March 10, 2022

Pay TV Reality Check | Part 3

Managed Streaming Devices

The reality for Pay TV providers, currently, is subscriber interest in options that give them greater control. Consumers are frustrated by subscriptions that seemingly require them to pay for channels they never watch. There is little interest by the consumer in understanding the ‘back story’ that require Pay TV providers to provide them with the various channel packages. There is decreasing interest in ‘bundles’ that combine voice, data and video services.  

The consumer wants control of their home entertainment budget. But they also want simplicity in accessing the content they want. And, while streaming services give them access to content at an affordable monthly cost, they are subscribing to more than one service to gain access to all the programs they want to watch. In fact, the number of services to which the average household subscribes has been steadily increasing from 2 or 3 streaming service to 4-7 services.  

However, the “replacement” of Pay TV with streaming is not without frustration.

  • As the number of services increases, so does the aggravation of navigating between services and finding the desired content.
  • As the big studios consolidate, they are ‘bundling’ services together, raising prices and re-creating the challenge of Pay TV where the consumer is forced to pay more even though they may not be interested in all of the available content.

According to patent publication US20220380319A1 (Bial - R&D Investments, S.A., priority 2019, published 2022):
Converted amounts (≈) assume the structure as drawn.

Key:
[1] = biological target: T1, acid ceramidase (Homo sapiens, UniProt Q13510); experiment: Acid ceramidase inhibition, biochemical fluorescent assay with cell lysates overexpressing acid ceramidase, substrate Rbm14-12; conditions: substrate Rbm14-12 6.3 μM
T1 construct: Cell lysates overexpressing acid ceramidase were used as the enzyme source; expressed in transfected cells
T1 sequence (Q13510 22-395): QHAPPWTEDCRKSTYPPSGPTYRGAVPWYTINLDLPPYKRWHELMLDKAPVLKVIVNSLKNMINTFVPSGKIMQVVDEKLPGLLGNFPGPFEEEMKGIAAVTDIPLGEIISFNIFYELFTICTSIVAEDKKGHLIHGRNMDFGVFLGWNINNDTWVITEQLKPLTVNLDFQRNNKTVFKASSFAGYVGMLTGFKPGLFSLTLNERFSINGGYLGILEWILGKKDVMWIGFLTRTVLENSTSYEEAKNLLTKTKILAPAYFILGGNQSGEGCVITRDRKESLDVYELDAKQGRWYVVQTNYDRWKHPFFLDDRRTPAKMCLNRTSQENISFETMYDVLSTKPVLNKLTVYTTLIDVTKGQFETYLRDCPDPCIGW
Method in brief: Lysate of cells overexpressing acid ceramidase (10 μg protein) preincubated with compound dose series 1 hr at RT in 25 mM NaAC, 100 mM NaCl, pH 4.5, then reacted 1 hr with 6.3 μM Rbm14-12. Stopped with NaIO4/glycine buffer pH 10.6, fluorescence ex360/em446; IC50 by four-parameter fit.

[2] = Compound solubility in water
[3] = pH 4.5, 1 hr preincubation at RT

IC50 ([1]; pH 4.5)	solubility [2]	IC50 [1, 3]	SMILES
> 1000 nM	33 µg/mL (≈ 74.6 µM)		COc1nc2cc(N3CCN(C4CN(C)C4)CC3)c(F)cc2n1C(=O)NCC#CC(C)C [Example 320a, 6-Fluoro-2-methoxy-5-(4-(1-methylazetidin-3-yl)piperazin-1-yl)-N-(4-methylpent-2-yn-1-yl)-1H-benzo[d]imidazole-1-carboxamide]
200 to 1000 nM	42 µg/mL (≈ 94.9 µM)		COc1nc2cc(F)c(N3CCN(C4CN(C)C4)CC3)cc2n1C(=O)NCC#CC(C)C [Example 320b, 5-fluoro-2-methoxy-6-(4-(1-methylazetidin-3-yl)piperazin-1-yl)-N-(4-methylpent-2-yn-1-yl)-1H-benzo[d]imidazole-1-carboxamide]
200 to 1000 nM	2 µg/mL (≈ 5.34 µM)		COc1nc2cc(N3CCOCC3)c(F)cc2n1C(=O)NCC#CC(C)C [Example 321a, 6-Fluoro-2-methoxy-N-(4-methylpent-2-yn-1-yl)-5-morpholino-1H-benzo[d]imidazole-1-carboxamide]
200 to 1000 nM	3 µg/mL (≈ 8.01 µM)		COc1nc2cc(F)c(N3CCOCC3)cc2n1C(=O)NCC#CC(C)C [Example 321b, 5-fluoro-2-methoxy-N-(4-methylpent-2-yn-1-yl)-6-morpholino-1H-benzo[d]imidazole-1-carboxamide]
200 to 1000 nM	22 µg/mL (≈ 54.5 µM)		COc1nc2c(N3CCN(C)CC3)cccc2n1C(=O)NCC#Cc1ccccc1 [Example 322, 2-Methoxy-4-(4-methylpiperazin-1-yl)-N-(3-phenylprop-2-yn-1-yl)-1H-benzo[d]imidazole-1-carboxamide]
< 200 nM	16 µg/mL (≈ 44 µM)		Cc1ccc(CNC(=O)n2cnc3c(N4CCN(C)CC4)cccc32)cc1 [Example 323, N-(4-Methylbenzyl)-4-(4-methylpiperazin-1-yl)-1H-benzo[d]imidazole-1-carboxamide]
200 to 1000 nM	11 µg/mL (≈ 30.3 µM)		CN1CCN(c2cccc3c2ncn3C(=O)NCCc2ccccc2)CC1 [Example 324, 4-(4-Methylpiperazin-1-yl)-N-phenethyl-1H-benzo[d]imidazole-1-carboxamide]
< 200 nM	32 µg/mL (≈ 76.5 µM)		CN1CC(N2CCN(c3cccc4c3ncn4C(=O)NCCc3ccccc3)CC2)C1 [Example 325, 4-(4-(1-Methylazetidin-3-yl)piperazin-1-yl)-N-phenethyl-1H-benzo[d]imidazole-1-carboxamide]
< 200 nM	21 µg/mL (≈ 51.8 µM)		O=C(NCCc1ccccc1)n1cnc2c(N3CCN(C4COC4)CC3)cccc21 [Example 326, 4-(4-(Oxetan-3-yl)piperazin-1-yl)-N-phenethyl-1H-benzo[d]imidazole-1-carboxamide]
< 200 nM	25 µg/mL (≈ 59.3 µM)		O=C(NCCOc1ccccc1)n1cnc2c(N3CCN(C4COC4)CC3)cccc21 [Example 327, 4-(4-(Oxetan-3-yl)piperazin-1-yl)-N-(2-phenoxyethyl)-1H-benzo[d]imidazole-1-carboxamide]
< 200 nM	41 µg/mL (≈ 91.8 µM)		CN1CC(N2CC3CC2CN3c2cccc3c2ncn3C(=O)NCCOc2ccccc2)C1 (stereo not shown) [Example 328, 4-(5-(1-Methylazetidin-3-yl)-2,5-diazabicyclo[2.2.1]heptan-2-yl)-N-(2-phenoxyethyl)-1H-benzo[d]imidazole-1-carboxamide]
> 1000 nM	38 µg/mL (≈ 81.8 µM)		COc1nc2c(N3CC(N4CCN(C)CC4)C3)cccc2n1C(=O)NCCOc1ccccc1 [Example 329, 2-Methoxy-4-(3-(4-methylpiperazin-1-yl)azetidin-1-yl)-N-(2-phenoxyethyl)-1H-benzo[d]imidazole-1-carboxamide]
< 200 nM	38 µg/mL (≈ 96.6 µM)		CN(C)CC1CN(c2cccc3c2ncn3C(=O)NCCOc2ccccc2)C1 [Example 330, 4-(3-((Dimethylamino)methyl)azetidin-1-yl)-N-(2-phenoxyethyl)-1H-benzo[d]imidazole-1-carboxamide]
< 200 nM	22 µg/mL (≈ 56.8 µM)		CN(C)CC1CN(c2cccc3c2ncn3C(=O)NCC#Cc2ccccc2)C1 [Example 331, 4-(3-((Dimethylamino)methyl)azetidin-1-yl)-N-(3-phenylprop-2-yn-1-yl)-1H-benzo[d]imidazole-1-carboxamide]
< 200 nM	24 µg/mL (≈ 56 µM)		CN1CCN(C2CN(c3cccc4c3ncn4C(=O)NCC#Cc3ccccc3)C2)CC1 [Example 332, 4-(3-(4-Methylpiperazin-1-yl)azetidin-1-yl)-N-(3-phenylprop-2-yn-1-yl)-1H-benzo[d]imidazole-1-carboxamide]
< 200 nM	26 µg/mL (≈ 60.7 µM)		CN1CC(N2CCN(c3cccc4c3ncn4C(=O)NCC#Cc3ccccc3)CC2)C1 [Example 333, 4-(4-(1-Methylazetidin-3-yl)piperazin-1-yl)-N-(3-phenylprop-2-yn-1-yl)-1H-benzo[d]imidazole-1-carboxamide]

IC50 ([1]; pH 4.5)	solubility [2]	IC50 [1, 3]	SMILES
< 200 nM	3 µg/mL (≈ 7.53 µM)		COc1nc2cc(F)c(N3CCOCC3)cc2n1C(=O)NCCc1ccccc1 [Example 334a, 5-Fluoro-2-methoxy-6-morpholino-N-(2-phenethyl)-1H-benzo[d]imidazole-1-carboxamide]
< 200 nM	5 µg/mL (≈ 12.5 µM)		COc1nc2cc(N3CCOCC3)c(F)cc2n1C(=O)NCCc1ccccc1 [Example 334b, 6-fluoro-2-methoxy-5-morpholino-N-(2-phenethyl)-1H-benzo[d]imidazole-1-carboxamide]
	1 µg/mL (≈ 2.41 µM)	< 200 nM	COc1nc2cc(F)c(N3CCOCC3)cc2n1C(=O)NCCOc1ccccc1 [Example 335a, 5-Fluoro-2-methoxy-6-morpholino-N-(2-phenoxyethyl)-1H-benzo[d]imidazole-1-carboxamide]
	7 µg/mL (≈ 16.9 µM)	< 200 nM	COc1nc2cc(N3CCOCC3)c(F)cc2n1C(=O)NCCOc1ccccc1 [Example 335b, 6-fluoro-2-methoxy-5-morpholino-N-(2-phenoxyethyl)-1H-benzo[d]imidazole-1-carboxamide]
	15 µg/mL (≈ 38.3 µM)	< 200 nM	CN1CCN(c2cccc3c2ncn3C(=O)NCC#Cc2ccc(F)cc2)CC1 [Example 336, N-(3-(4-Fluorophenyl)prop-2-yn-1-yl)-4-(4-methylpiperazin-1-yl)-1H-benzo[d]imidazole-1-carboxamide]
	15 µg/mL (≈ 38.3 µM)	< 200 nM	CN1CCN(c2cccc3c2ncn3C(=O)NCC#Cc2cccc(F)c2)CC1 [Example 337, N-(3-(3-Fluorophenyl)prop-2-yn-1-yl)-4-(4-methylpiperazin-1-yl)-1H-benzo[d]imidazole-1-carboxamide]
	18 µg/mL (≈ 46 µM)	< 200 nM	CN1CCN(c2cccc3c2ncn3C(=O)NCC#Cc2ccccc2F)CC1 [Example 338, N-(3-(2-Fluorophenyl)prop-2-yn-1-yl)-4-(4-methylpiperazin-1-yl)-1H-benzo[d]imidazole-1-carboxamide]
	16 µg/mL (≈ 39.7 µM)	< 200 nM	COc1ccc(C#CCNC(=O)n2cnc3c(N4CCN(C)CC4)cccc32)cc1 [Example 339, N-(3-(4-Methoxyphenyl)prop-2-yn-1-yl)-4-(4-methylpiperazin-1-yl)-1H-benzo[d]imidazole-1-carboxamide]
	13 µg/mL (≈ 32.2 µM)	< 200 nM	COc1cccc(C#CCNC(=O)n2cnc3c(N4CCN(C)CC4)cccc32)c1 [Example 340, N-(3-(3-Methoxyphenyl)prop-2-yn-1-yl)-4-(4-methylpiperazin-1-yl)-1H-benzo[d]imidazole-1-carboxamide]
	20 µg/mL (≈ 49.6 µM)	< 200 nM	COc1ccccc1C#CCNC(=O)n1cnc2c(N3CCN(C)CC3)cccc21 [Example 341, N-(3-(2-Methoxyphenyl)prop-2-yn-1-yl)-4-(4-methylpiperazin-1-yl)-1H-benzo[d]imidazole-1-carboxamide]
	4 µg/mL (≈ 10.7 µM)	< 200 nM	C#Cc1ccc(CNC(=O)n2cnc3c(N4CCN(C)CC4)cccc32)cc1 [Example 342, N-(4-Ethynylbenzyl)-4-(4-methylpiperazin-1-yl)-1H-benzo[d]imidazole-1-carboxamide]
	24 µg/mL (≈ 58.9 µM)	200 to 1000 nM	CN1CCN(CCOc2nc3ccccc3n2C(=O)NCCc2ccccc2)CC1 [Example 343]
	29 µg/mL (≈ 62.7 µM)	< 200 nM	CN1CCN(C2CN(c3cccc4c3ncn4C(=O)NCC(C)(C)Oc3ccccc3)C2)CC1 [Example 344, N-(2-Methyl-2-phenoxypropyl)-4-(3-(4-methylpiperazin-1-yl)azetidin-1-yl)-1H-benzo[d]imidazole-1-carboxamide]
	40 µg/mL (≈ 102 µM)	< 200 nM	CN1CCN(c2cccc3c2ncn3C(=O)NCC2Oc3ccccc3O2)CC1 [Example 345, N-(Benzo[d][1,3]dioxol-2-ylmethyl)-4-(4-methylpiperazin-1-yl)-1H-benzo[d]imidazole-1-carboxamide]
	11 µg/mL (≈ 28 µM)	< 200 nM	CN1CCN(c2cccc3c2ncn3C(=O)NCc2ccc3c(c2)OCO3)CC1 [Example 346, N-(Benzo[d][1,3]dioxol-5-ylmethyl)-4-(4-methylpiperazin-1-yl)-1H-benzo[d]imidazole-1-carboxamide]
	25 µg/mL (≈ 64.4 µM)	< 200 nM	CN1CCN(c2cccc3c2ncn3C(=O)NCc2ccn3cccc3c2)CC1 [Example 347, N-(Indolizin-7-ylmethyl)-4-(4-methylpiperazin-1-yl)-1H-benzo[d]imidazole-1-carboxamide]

• While live streaming is improving (note the success of the Super Bowl) much content is still only available via legacy Pay TV operators and has been cited as a primary reason why many cord cutters are putting a bandage on those cords and returning to Pay TV
  • Quality of service is gaining increased attention. Consumers are frustrated with delayed video start and buffering. Validating video delivery to the consumer home is critical, particularly for live sports.  

Does this present Pay TV operators with an opportunity? We believe the answer is, yes – particularly as it applies to the last point. Ensuring video delivery has been the job of pay TV providers since their inception. The set-top box is the final piece in a supply chain that allows the operator to validate delivery at every step of the process.  

Many operators are choosing to migrate from traditional Pay TV services to broadband only offers or app-based video models. This shift allows them to reduce the cost of managing video services by eliminating or reducing costs related to content acquisition, video head-ends, managing multicast networks and set-top boxes. However, many of our customers are telling us, that even when pursuing these strategies, they still want at least one set-top box in the home. Why? The answer is simply this – the set-top box is the critical piece in the supply chain that allows them to validate the quality of the video delivered to the consumer home.  

Consumer devices such as dongles, SmartTVs or Connected TVs are “unmanaged” devices – meaning that the broadband provider cannot “ping” them or view any device metrics to confirm video quality. If the consumer has a question about their video experience and call their broadband provider, that provider can only confirm that the network does or does not have any issues. They cannot confirm the functionality of the device or its ability to display video. Even a single set-top box in the home gives the operator the ability to confirm video delivery and determine that the issue the consumer may be facing, is not caused by their network.

Amino has been providing managed devices to Pay TV providers for decades. We continue to enhance our solutions that give operators the tools that give them centralized visibility of deployed devices and the metrics validating the video quality delivered.  Let’s talk about how we can help evolve your video service capabilities.

Learn more about our managed streaming devices.